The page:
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Gym Climbing

10 Climbers Who Could Go Very, Very Big This Year

The upcoming World Cup season is bound to see fireworks from former Olympians, but don't rule out surprises from other world-class competitors.

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We’re getting very close to the start of the 2022 World Cup season. Originally scheduled to kick off on April 1 with a Boulder and Speed World Cup in Moscow, that Russia event has been “suspended,” meaning the 2022 season will now begin on April 8 in Meiringen, Switzerland. Most intriguing is that all of this year’s international events will arrive with a lot of momentum, fresh off of the 2020 Olympics (held in 2021 because of the pandemic), newfound publicity for the competition climbing circuit itself, and the anointment of some bonafide superstars. Although not an exhaustive list, the following 10 climbers are capable of fireworks at the 2022 World Cups.

Janja Garnbret psyches for the Olympic qualifiers. She won gold in climbing first-ever Olympics in August. (Photo: Jan Virt/IFSC)

Janja Garnbret

Arguably, Slovenia’s Janja Garnbret had, in 2021, the best year of any competition climber—ever. Not only did she win an Olympic gold medal; she also won the overall Lead World Cup season, was Slovenia’s Athlete of the Year, and became a mainstream star covered by outlets ranging from CNN to The New York Times. But all that is prologue for the 2022 World Cup season. And even though Garnbret is only 23 years old, there are plenty of younger crushers (South Korea’s Chaehyun Seo, Bulgaria’s Aleksandra Totkova, Japan’s Natsuki Tanii, etc.) posing big challenges. Still, Garnbret has proven that she can perform at her best when she is pressured—so there’s no reason to think that the youthful phenoms from other countries won’t continue to bring out the best in Garnbret. Comparisons to other sports and other athletes can be tricky, but Garnbret is undeniably competition climbing’s marquee superstar in the GOAT echelon; other athletes that have resided in that rare space in other sports include Michael Jordan, Tom Brady, and Simone Biles. At this point, Garnbret is simply adding additional chapters to her already legendary narrative, and that makes her a must-watch competitor this season.

Read more: “How Janja Garnbret Beat Everyone by Preparing for the Worst”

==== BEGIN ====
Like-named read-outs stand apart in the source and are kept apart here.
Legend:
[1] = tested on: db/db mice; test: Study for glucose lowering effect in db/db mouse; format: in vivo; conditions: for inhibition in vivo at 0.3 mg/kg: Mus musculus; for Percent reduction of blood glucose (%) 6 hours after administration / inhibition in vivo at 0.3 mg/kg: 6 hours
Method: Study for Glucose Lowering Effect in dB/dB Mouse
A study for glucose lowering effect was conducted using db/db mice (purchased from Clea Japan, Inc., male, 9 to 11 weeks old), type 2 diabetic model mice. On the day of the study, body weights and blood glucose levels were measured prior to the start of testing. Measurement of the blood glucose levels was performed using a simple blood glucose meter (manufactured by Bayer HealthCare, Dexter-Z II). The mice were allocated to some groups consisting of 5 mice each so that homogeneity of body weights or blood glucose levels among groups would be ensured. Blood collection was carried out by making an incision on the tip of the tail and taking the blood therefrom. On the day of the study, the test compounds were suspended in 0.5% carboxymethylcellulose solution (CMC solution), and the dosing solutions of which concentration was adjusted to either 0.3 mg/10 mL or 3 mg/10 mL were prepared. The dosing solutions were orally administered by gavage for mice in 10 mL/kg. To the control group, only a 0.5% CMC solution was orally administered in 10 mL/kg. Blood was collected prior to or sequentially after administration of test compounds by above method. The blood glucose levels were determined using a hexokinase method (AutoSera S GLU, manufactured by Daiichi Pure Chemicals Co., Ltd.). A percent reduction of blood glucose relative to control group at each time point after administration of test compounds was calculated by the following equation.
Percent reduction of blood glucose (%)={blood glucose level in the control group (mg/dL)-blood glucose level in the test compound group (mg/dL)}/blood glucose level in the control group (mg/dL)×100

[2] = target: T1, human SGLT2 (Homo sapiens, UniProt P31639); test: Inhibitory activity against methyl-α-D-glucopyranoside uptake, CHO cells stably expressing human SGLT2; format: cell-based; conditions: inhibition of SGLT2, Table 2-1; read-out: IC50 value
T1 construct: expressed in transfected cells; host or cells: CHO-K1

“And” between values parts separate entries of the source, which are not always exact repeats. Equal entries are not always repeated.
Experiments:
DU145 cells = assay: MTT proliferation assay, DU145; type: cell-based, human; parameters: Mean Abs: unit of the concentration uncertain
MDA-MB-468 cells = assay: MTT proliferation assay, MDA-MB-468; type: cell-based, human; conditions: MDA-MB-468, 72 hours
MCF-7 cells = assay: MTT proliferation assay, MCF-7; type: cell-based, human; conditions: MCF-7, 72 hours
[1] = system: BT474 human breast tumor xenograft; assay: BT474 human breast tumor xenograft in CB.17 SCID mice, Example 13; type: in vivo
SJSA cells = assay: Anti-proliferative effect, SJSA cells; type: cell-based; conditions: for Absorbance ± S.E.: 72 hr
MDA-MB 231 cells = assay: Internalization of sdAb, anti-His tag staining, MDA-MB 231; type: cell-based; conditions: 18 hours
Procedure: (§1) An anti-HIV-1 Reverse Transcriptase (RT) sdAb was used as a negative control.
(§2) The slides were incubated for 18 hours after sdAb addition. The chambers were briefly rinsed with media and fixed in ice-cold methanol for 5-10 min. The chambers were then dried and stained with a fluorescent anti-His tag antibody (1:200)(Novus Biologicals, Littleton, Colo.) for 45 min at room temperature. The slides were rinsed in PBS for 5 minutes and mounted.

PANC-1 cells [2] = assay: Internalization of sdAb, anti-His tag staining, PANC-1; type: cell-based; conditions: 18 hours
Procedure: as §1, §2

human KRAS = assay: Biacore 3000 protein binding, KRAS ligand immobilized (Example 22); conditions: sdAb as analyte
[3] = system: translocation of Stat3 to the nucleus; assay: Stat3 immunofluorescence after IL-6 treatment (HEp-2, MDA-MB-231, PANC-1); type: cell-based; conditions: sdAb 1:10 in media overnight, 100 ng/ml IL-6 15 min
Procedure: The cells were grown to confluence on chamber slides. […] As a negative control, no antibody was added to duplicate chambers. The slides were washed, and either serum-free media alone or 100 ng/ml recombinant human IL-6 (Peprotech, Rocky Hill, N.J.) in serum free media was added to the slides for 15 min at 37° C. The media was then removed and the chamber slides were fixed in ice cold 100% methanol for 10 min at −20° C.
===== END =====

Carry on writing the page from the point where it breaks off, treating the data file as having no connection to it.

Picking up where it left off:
Natalia Grossman, reigning Boulder World Champion,  during the semifinal round at the Bouldering World Championships. (Photo: Jan Virt/IFSC)

Natalia Grossman

You cannot talk about Janja Garnbret without including Team USA’s Natalia Grossman. Grossman does not have the abundance of international accolades that Garnbret does, but last year Grossman proved she can beat Garnbret at World Cups. Grossman is also the reigning Boulder World champion, a title that has previously belonged to Garnbret. Grossman and Garnbret have always been friendly and complimentary of each other, so theirs is not exactly a venom-spitting rivalry. Still, the continuation of the Grossman/Garnbret storyline is the most intriguing one heading into the 2022 World Cup season, and it’s giving the sport of competition climbing one of the most thrilling duels since Slovenia’s Mina Markovič and South Korea’s Jain Kim repeatedly traded victories at World Cups nearly a decade ago. Look for Grossman to be better than ever this year, and look for her battles with Garnbret on the scorecards to be among the most exciting the sport has ever seen.

Read this: “Natalia Grossman Just Had One of America’s Best Comp Seasons. What’s Next?”

Natalia Grossman and ABC Teammate and Olympic competitor Brooke Raboutou take 1st and 3rd at the SLC World Cup Bouldering event last year.

Brooke Raboutou

It’s fascinating to look at all the accomplishments of Grossman and compare them to the accomplishments of her American teammate Brooke Raboutou. While Grossman carved out fame last year based on World Cup and World Championship wins, Raboutou’s fame came largely from her highly touted appearance in the Olympics. On the one hand, it’s encouraging to see that competition climbers can gain celebrity status these days through multiple avenues. It’s also a cool story considering that Raboutou and Grossman are good friends, training partners, and alums of the storied Team ABC squad out of Boulder, Colorado. And upon closer examination, Raboutou flexed on the World Cup stage last year as well, earning medals and placing 5th at the World Championships, and sent some very hard outdoor boulders. If she improves this year to the same degree that she improved last year, she’ll become an even bigger star.

Sean Bailey won three World Cups in 2021 and is the rare competitor who also is a serious rock climber. (Photo: Jan Virt/IFSC)

Sean Bailey

The story of American Sean Bailey is one of the most inspiring in all of competition climbing. After the heartbreak of not qualifying for the Olympics, he rallied to become arguably the biggest American star in the sport—thanks to a trifecta of World Cup gold medals across the lead and bouldering disciplines. It’s probably not fair to call that a “comeback” since Bailey never actually ceased being a powerhouse on the competition circuit. But it proves that a competitor can make lemonade out of lemons when certain goals are not accomplished, if the mental game is under control. Bailey is also the rare breed of competition climber that crosses over climbing’s niche fanbases—he’s equally as popular with the outdoor dirtbag climbers as he is with the competition aficionados (he’s sent V16 and 5.15c outside). In that sense, he sometimes feels like a throwback to a far-gone era, those pre-IFSC years when the World Cup competitors were primarily outdoor climbers. That makes Bailey a unique presence on the circuit, and one of its biggest assets in garnering some new viewers.

Laura Rogora of Italy had numerous near misses last year. If she improves just a bit in 2022 she could see a number of podiums.  (Photo: Marco Kost/Getty Images)

Laura Rogora